## A Rudimentary Treatise on Land and Engineering Surveying: For Students and Practical UseLockwood, 1891 - 231 pages |

### Common terms and phrases

acres adjustment arches axis bottom width Box tunnel breadth bridge bubble centre centrifugal force chord column common content in cubic contour lines cross sections cubic yards cutting datum line decimals depths difference of level direction distance divided embankment equal EXAMPLE field figure find the area find the content fore sights formation level formula given gradient ground height horizontal inches instrument intersection last Problem laying level book measured method mile multiplied NOTE offsets parallel ruler perpendicular position Prob radius rail railway curves ratio of slopes Reduced Levels right angles road Roman cement scale screw shafts shewn shews side slopes sine spirit level staff stations staves straight fence subtracted surface survey surveyors Table Taff Vale Railway tangent tangent points tangential angle telescope theodolite trapezium triangle tube tunnel vernier vernier scale vertical viaduct whence

### Popular passages

Page 92 - All the interior angles of any rectilineal figure, together with four right angles, are equal to twice as many right angles as the figure has sides.

Page 107 - The hypotenuse is, therefore, equal to the square root of the sum of the squares of the other two sides...

Page 125 - An Act for consolidating in one Act certain provisions usually inserted in Acts of inclosure, and for facilitating the mode of proving the several facts usually required on the passing of such Acts...

Page 8 - Similar triangles are to one another in the duplicate ratio of their homologous sides.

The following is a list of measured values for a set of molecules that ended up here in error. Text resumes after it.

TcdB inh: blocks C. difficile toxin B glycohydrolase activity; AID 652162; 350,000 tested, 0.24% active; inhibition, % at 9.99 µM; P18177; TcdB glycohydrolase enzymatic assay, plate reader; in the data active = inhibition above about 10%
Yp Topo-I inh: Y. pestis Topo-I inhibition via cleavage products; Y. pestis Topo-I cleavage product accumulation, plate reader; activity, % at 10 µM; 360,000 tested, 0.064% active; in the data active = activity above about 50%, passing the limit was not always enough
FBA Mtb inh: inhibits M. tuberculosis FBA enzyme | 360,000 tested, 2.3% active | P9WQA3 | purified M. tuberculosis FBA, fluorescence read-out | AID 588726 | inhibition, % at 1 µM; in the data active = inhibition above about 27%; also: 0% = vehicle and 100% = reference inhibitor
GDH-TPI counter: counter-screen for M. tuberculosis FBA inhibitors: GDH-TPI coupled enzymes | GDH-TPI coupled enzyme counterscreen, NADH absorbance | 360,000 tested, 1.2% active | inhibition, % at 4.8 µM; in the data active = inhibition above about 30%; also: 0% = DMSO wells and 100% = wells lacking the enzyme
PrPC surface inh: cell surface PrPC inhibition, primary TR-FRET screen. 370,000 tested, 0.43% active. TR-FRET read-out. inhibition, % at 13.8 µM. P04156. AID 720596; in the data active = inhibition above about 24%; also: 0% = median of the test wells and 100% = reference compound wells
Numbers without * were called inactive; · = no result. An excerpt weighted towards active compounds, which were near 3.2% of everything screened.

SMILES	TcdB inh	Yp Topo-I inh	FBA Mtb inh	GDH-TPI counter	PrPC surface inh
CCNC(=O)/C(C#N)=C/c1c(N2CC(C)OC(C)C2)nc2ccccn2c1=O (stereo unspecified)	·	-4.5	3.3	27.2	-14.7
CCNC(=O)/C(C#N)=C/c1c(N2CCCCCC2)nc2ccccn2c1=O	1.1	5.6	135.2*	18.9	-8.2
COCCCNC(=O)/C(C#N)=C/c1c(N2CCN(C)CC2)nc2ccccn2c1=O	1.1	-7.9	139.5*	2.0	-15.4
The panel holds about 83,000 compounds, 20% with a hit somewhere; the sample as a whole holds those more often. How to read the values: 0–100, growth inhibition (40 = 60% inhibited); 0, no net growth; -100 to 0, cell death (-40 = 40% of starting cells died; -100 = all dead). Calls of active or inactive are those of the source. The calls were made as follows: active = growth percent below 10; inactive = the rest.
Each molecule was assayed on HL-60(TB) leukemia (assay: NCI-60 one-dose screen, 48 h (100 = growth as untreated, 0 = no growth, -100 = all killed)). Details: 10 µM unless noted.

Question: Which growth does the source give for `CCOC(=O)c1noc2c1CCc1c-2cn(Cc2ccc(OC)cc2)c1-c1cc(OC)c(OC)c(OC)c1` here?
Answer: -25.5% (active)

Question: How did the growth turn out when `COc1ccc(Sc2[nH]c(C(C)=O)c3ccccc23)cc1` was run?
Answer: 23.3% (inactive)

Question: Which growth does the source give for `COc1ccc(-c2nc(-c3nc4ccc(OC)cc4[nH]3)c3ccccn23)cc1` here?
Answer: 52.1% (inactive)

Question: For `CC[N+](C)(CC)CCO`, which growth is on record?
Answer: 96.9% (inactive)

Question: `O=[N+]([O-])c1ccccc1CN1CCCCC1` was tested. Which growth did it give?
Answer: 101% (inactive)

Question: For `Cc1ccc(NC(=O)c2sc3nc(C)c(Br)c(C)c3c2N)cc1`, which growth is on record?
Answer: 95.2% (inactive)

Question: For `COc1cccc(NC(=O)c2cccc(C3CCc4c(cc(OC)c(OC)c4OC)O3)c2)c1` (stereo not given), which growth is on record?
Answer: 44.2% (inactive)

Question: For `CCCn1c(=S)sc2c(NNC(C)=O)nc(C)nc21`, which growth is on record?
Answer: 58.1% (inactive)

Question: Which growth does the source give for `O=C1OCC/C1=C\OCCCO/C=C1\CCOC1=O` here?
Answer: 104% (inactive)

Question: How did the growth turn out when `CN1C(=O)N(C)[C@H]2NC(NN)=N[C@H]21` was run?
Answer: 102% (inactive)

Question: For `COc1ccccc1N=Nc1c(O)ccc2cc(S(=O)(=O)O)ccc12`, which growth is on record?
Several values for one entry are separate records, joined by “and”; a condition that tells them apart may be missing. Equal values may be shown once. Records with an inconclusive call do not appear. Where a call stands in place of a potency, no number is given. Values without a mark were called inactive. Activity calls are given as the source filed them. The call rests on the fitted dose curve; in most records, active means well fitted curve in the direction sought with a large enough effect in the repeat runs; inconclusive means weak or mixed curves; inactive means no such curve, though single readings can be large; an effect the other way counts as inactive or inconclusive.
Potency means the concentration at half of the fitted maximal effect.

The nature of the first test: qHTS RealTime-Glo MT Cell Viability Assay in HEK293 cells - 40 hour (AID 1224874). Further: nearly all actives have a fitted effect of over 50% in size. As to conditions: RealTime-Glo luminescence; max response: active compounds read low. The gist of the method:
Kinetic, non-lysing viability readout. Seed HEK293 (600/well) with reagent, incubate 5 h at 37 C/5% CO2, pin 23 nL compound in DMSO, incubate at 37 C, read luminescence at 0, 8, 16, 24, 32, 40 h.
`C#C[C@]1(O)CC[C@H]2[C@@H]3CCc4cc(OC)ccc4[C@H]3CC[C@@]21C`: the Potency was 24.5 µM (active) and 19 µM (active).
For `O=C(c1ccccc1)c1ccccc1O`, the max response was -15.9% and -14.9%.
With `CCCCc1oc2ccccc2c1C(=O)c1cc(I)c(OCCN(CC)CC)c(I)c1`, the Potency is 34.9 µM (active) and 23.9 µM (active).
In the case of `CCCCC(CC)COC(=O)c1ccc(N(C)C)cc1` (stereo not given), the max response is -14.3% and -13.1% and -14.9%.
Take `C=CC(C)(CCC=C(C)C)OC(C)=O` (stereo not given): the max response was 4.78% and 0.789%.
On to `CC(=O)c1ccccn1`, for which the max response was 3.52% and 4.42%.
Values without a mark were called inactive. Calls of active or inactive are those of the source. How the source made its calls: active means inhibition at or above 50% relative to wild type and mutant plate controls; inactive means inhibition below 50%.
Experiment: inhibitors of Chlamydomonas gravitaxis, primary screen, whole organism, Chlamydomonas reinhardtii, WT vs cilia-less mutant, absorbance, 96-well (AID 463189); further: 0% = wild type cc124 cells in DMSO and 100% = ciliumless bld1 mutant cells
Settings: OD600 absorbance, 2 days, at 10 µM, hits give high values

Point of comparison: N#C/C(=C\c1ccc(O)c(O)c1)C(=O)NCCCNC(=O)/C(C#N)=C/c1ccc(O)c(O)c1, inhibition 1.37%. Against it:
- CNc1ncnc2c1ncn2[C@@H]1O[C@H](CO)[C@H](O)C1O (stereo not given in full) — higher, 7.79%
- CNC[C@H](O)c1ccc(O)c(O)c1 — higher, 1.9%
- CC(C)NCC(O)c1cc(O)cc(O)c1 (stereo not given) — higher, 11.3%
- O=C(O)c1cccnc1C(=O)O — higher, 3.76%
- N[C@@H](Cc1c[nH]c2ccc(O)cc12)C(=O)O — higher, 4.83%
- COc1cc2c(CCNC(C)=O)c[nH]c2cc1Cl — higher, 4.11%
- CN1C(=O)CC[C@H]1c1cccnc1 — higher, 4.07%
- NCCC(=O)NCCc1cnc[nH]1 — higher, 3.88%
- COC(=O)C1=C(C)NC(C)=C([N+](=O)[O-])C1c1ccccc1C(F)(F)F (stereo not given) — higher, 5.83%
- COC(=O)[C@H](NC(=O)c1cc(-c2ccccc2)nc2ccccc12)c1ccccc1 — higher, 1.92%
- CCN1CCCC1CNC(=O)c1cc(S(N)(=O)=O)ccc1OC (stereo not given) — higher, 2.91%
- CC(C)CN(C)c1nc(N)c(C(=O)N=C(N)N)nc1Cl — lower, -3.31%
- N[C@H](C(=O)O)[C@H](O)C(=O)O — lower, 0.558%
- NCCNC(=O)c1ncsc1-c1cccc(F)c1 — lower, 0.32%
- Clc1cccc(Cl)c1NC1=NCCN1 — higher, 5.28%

Page 160 - In all cases where it is proposed to make, vary, extend, or enlarge any railway, the Plan shall exhibit thereon the distances in miles and furlongs, from one of the termini ; and a memorandum of the radius of every curve not exceeding One Mile in length shall be noted on the Plan in furlongs and chains ; and where tunnelling as a substitute for open cutting is intended, the same shall be marked by a dotted line on the Plan...

Page 62 - ... the beginning of this division, or zero point, a distance equal to one of the subdivisions. Now divide the extent thus set off into ten equal parts, marking the divisions on the opposite side of the divided line to the strokes marking the primary divisions and the subdivisions, and number them 1, 2, 3, &c., backwards from right to left Then, since the extent of eleven subdivisions has been divided into ten equal parts, so that these ten parts exceed by one subdivision the extent of ten subdivisions,...

Page 125 - An Act to facilitate the Inclosure and Improvement of Commons and Lands held in common, the Exchange of Lands, and the Division of intermixed Lands; to provide Remedies for defective or incomplete executions, and for the Non-execution of the powers of general and local Inclosure Acts ; and to provide for the Revival of such Powers in certain Cases...

Page 63 - For plotting, then, an extensive survey, and accurately filling in the minutiae, a diagonal, or vernier scale may advantageously be laid down upon the paper upon which the plot is to be made. A vernier scale is preferable to a diagonal scale, because in the latter it is extremely difficult to draw the diagonals with accuracy, and we have no check upon its errors ; while in the former the uniform manner in which the strokes of one scale separate from those of the other is some evidence of the truth...

Page 139 - First, he must draw out the eye-piece of the telescope till he sees the cross wires perfectly well defined ; then, directing it to the staff, he must turn the milled-headed screw, on the side of the telescope, till he can likewise distinguish with the utmost possible clearness the smallest graduations on the staff ; that these two adjustments be very carefully and completely performed, is of more consequence than is generally supposed, for upon them depends the existence or nonexistence of parallax.

Page 78 - ... by means of the screw at its other end. This adjustment will probably disturb the first, and the whole operation must then be carefully repeated. By means of the small screw fastening the vernier of the vertical limb to the vernier plate over the compass box, the zero of this vernier may now be set to the zero of the limb, and the vertical limb will be in perfect adjustment.